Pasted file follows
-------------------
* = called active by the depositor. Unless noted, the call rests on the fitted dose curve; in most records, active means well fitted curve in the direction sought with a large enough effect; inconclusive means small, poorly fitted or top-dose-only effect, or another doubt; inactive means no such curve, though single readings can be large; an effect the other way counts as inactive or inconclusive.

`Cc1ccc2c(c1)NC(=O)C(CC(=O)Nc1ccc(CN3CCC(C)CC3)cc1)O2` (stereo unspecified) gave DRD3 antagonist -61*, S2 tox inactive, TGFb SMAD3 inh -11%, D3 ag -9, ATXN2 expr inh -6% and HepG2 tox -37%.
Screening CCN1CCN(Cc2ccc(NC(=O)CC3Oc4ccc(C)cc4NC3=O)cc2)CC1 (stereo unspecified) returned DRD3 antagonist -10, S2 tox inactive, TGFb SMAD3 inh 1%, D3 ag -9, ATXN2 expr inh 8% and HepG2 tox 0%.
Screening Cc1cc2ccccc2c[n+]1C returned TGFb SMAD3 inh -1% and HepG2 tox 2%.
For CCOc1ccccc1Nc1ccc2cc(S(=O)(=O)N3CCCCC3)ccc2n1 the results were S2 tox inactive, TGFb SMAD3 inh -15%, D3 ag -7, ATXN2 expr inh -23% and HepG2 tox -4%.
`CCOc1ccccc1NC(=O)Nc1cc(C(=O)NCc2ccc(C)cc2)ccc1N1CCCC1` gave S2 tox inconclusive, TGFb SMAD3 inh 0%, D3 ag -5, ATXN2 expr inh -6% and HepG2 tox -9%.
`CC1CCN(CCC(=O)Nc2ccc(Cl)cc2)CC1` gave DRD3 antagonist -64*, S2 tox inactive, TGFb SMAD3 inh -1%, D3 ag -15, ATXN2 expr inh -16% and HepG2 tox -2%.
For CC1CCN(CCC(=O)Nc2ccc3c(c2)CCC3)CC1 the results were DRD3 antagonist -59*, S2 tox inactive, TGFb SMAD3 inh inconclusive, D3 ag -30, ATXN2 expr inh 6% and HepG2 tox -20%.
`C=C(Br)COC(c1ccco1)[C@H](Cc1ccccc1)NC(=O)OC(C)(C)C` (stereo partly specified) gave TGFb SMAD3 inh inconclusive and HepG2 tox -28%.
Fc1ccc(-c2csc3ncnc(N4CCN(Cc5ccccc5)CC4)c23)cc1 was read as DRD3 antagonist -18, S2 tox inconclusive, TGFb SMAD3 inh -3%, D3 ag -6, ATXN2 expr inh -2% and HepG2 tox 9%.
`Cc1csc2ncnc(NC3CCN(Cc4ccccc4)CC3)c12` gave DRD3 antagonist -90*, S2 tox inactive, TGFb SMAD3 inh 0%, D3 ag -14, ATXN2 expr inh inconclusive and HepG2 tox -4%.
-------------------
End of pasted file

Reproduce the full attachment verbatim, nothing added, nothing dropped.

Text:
* = called active by the depositor. Unless noted, the call rests on the fitted dose curve; in most records, active means well fitted curve in the direction sought with a large enough effect; inconclusive means small, poorly fitted or top-dose-only effect, or another doubt; inactive means no such curve, though single readings can be large; an effect the other way counts as inactive or inconclusive.

`Cc1ccc2c(c1)NC(=O)C(CC(=O)Nc1ccc(CN3CCC(C)CC3)cc1)O2` (stereo unspecified) gave DRD3 antagonist -61*, S2 tox inactive, TGFb SMAD3 inh -11%, D3 ag -9, ATXN2 expr inh -6% and HepG2 tox -37%.
Screening CCN1CCN(Cc2ccc(NC(=O)CC3Oc4ccc(C)cc4NC3=O)cc2)CC1 (stereo unspecified) returned DRD3 antagonist -10, S2 tox inactive, TGFb SMAD3 inh 1%, D3 ag -9, ATXN2 expr inh 8% and HepG2 tox 0%.
Screening Cc1cc2ccccc2c[n+]1C returned TGFb SMAD3 inh -1% and HepG2 tox 2%.
For CCOc1ccccc1Nc1ccc2cc(S(=O)(=O)N3CCCCC3)ccc2n1 the results were S2 tox inactive, TGFb SMAD3 inh -15%, D3 ag -7, ATXN2 expr inh -23% and HepG2 tox -4%.
`CCOc1ccccc1NC(=O)Nc1cc(C(=O)NCc2ccc(C)cc2)ccc1N1CCCC1` gave S2 tox inconclusive, TGFb SMAD3 inh 0%, D3 ag -5, ATXN2 expr inh -6% and HepG2 tox -9%.
`CC1CCN(CCC(=O)Nc2ccc(Cl)cc2)CC1` gave DRD3 antagonist -64*, S2 tox inactive, TGFb SMAD3 inh -1%, D3 ag -15, ATXN2 expr inh -16% and HepG2 tox -2%.
For CC1CCN(CCC(=O)Nc2ccc3c(c2)CCC3)CC1 the results were DRD3 antagonist -59*, S2 tox inactive, TGFb SMAD3 inh inconclusive, D3 ag -30, ATXN2 expr inh 6% and HepG2 tox -20%.
`C=C(Br)COC(c1ccco1)[C@H](Cc1ccccc1)NC(=O)OC(C)(C)C` (stereo partly specified) gave TGFb SMAD3 inh inconclusive and HepG2 tox -28%.
Fc1ccc(-c2csc3ncnc(N4CCN(Cc5ccccc5)CC4)c23)cc1 was read as DRD3 antagonist -18, S2 tox inconclusive, TGFb SMAD3 inh -3%, D3 ag -6, ATXN2 expr inh -2% and HepG2 tox 9%.
`Cc1csc2ncnc(NC3CCN(Cc4ccccc4)CC3)c12` gave DRD3 antagonist -90*, S2 tox inactive, TGFb SMAD3 inh 0%, D3 ag -14, ATXN2 expr inh inconclusive and HepG2 tox -4%.